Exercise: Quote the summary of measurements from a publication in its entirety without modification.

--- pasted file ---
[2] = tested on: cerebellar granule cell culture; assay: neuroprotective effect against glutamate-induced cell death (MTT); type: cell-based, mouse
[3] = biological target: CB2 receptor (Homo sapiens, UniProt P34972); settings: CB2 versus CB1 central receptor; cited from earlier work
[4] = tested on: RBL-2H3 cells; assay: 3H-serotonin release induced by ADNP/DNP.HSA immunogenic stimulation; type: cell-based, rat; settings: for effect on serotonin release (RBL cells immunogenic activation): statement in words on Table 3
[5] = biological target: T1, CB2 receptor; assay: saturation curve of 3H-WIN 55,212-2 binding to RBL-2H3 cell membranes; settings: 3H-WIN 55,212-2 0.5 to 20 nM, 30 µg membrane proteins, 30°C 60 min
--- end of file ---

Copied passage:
[2] = tested on: cerebellar granule cell culture; assay: neuroprotective effect against glutamate-induced cell death (MTT); type: cell-based, mouse
[3] = biological target: CB2 receptor (Homo sapiens, UniProt P34972); settings: CB2 versus CB1 central receptor; cited from earlier work
[4] = tested on: RBL-2H3 cells; assay: 3H-serotonin release induced by ADNP/DNP.HSA immunogenic stimulation; type: cell-based, rat; settings: for effect on serotonin release (RBL cells immunogenic activation): statement in words on Table 3
[5] = biological target: T1, CB2 receptor; assay: saturation curve of 3H-WIN 55,212-2 binding to RBL-2H3 cell membranes; settings: 3H-WIN 55,212-2 0.5 to 20 nM, 30 µg membrane proteins, 30°C 60 min